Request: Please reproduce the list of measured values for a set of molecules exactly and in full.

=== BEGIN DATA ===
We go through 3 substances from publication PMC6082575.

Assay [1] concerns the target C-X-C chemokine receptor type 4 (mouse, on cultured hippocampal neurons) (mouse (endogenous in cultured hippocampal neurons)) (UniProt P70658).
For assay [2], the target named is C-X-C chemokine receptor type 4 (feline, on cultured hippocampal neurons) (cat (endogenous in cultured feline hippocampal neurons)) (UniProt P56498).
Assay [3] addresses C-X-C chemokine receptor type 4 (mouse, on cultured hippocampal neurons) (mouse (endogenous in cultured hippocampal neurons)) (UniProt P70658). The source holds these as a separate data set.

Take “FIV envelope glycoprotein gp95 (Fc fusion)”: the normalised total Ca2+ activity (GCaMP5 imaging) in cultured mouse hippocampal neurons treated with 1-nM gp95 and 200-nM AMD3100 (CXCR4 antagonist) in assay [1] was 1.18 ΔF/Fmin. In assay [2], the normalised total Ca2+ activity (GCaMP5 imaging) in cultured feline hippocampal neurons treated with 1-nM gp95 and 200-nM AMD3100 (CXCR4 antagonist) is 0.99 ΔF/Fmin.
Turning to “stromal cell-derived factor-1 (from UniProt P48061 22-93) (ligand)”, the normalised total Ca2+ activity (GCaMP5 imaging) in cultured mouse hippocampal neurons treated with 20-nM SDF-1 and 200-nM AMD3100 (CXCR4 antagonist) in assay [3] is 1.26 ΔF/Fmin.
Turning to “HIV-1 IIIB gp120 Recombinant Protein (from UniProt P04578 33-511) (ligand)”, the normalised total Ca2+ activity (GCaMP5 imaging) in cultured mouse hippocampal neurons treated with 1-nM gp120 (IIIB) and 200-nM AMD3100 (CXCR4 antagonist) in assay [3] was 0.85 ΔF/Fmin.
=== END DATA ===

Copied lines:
We go through 3 substances from publication PMC6082575.

Assay [1] concerns the target C-X-C chemokine receptor type 4 (mouse, on cultured hippocampal neurons) (mouse (endogenous in cultured hippocampal neurons)) (UniProt P70658).
For assay [2], the target named is C-X-C chemokine receptor type 4 (feline, on cultured hippocampal neurons) (cat (endogenous in cultured feline hippocampal neurons)) (UniProt P56498).
Assay [3] addresses C-X-C chemokine receptor type 4 (mouse, on cultured hippocampal neurons) (mouse (endogenous in cultured hippocampal neurons)) (UniProt P70658). The source holds these as a separate data set.

Take “FIV envelope glycoprotein gp95 (Fc fusion)”: the normalised total Ca2+ activity (GCaMP5 imaging) in cultured mouse hippocampal neurons treated with 1-nM gp95 and 200-nM AMD3100 (CXCR4 antagonist) in assay [1] was 1.18 ΔF/Fmin. In assay [2], the normalised total Ca2+ activity (GCaMP5 imaging) in cultured feline hippocampal neurons treated with 1-nM gp95 and 200-nM AMD3100 (CXCR4 antagonist) is 0.99 ΔF/Fmin.
Turning to “stromal cell-derived factor-1 (from UniProt P48061 22-93) (ligand)”, the normalised total Ca2+ activity (GCaMP5 imaging) in cultured mouse hippocampal neurons treated with 20-nM SDF-1 and 200-nM AMD3100 (CXCR4 antagonist) in assay [3] is 1.26 ΔF/Fmin.
Turning to “HIV-1 IIIB gp120 Recombinant Protein (from UniProt P04578 33-511) (ligand)”, the normalised total Ca2+ activity (GCaMP5 imaging) in cultured mouse hippocampal neurons treated with 1-nM gp120 (IIIB) and 200-nM AMD3100 (CXCR4 antagonist) in assay [3] was 0.85 ΔF/Fmin.